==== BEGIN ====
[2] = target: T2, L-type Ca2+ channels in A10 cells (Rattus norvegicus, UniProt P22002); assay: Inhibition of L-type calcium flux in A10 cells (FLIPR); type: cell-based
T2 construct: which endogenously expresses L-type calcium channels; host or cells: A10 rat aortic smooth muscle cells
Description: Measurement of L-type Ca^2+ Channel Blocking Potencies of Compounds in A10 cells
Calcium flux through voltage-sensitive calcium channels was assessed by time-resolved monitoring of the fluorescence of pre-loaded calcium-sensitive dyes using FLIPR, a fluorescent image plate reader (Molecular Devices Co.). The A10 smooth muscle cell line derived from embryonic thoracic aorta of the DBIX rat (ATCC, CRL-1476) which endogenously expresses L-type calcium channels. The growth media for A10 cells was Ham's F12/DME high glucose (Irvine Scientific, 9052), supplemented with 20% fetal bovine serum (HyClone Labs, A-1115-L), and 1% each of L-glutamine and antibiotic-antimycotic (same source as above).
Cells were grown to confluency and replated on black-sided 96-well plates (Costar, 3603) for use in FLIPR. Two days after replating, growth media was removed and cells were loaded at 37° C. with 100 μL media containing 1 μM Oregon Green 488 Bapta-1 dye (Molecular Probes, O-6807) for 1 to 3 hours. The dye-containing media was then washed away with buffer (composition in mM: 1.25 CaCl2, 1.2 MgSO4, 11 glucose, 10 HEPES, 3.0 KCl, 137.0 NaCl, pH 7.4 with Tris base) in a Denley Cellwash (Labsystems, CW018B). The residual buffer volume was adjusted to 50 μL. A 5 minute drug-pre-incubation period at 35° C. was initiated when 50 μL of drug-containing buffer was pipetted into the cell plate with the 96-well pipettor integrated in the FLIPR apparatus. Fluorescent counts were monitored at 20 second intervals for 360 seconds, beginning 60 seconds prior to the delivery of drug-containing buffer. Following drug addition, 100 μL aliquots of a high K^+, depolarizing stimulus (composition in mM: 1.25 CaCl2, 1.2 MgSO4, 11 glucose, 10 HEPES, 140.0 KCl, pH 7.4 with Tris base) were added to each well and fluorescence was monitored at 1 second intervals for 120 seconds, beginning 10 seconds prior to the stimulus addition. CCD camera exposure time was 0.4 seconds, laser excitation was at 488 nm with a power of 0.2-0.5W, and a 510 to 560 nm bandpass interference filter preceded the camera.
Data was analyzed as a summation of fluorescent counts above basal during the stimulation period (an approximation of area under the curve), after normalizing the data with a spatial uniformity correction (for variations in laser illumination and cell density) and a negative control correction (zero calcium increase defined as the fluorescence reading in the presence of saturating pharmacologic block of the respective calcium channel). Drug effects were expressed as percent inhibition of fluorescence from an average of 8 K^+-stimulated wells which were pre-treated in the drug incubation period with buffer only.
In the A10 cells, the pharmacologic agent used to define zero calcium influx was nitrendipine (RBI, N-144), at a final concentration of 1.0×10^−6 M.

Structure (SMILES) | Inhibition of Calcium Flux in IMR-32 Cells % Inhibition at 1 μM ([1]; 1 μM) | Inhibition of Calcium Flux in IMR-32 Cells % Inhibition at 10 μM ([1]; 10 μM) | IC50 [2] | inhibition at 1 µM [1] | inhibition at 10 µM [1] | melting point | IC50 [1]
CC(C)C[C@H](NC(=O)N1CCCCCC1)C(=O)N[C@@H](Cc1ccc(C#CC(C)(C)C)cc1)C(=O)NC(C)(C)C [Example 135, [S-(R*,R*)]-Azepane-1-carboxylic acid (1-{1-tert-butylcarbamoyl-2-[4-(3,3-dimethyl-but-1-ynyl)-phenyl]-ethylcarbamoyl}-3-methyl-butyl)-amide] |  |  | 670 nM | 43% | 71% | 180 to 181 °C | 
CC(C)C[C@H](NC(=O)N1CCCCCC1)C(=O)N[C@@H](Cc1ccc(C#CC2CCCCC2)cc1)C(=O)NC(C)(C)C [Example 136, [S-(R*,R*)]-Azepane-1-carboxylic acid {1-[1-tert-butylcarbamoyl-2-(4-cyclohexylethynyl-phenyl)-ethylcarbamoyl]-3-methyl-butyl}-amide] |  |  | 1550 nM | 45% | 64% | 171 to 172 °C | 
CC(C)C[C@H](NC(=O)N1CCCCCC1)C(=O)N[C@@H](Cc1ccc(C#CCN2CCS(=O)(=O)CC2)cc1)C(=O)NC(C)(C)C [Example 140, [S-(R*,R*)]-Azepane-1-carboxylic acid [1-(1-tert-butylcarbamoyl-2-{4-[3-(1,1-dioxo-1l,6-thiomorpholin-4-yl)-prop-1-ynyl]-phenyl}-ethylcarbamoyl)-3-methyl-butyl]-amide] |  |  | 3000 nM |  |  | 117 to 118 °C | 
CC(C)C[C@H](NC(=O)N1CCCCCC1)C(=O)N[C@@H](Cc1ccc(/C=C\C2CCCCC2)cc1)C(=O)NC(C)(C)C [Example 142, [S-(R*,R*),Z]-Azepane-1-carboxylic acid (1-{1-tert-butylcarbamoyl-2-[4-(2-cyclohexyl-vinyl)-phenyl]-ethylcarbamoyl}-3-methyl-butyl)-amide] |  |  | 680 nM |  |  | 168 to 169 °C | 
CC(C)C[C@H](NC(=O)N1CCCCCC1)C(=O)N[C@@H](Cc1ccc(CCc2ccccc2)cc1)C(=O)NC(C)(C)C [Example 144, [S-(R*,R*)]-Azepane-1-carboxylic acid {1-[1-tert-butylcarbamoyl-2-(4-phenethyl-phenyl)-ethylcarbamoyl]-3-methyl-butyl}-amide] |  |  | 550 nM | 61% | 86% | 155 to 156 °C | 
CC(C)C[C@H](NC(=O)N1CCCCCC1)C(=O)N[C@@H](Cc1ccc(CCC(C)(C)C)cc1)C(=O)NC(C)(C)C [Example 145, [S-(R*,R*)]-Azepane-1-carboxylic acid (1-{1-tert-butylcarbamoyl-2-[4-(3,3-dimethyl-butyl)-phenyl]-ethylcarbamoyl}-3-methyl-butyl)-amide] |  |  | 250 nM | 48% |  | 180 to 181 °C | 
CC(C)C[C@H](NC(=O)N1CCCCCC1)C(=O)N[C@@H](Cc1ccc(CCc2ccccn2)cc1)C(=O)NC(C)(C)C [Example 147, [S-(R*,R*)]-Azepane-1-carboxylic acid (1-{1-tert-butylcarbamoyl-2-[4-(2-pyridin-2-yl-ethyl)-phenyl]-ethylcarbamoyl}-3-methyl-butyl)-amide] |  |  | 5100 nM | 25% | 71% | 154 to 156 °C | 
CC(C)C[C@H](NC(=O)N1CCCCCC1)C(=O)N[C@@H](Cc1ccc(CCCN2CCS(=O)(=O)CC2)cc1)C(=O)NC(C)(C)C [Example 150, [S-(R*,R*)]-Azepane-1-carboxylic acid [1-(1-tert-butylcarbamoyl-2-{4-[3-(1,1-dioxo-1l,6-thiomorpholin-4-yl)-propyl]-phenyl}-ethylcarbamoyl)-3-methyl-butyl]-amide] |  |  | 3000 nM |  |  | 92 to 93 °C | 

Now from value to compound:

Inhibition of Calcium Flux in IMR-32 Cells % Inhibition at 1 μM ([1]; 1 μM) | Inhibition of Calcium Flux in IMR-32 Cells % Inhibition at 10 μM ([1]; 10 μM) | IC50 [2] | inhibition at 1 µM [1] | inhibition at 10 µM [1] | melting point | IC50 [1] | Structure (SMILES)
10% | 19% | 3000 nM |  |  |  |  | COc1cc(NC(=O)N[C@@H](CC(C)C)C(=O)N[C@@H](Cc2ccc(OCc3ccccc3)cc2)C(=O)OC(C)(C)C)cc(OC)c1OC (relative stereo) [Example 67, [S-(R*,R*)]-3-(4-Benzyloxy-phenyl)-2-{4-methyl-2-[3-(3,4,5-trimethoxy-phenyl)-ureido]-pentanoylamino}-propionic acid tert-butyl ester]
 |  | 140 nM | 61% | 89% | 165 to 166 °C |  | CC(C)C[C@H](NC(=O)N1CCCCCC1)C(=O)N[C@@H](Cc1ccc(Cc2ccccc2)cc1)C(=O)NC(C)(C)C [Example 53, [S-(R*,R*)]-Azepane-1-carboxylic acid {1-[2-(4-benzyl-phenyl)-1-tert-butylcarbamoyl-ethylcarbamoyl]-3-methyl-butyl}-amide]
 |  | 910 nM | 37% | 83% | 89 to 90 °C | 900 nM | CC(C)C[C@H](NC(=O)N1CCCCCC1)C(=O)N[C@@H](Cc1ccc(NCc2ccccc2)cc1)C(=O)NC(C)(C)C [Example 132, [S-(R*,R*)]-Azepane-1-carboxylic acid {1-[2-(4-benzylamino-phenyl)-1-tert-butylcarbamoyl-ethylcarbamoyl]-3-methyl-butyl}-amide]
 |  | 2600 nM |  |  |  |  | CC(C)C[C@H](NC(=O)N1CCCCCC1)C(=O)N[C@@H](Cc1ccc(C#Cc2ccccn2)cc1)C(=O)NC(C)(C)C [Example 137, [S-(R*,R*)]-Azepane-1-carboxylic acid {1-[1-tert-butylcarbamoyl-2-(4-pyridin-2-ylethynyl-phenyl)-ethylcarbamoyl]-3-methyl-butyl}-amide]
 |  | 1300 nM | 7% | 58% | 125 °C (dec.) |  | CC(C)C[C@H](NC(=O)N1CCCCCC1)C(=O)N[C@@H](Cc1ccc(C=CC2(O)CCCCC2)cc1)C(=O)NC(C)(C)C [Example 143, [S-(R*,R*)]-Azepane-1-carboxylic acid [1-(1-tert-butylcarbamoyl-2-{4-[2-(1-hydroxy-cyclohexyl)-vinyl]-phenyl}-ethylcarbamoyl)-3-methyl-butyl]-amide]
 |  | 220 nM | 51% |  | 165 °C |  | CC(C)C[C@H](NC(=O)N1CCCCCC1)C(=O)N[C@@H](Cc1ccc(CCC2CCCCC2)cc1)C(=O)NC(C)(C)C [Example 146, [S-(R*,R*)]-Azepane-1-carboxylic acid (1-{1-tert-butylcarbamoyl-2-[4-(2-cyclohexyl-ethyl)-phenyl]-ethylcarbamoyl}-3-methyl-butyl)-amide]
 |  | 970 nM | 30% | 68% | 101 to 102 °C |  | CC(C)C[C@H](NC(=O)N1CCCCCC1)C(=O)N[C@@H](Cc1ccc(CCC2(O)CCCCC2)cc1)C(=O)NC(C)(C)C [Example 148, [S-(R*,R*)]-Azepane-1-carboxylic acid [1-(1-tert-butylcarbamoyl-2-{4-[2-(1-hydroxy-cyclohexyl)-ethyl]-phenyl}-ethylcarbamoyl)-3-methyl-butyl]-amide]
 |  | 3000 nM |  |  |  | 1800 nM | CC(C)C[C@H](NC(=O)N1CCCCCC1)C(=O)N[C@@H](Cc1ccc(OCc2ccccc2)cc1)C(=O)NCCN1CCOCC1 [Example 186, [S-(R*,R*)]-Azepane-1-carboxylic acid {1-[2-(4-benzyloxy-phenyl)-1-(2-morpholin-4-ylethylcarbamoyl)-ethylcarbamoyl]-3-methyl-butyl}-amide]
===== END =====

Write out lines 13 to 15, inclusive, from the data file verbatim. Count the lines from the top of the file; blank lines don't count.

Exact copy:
CC(C)C[C@H](NC(=O)N1CCCCCC1)C(=O)N[C@@H](Cc1ccc(CCc2ccccc2)cc1)C(=O)NC(C)(C)C [Example 144, [S-(R*,R*)]-Azepane-1-carboxylic acid {1-[1-tert-butylcarbamoyl-2-(4-phenethyl-phenyl)-ethylcarbamoyl]-3-methyl-butyl}-amide] |  |  | 550 nM | 61% | 86% | 155 to 156 °C | 
CC(C)C[C@H](NC(=O)N1CCCCCC1)C(=O)N[C@@H](Cc1ccc(CCC(C)(C)C)cc1)C(=O)NC(C)(C)C [Example 145, [S-(R*,R*)]-Azepane-1-carboxylic acid (1-{1-tert-butylcarbamoyl-2-[4-(3,3-dimethyl-butyl)-phenyl]-ethylcarbamoyl}-3-methyl-butyl)-amide] |  |  | 250 nM | 48% |  | 180 to 181 °C | 
CC(C)C[C@H](NC(=O)N1CCCCCC1)C(=O)N[C@@H](Cc1ccc(CCc2ccccn2)cc1)C(=O)NC(C)(C)C [Example 147, [S-(R*,R*)]-Azepane-1-carboxylic acid (1-{1-tert-butylcarbamoyl-2-[4-(2-pyridin-2-yl-ethyl)-phenyl]-ethylcarbamoyl}-3-methyl-butyl)-amide] |  |  | 5100 nM | 25% | 71% | 154 to 156 °C | 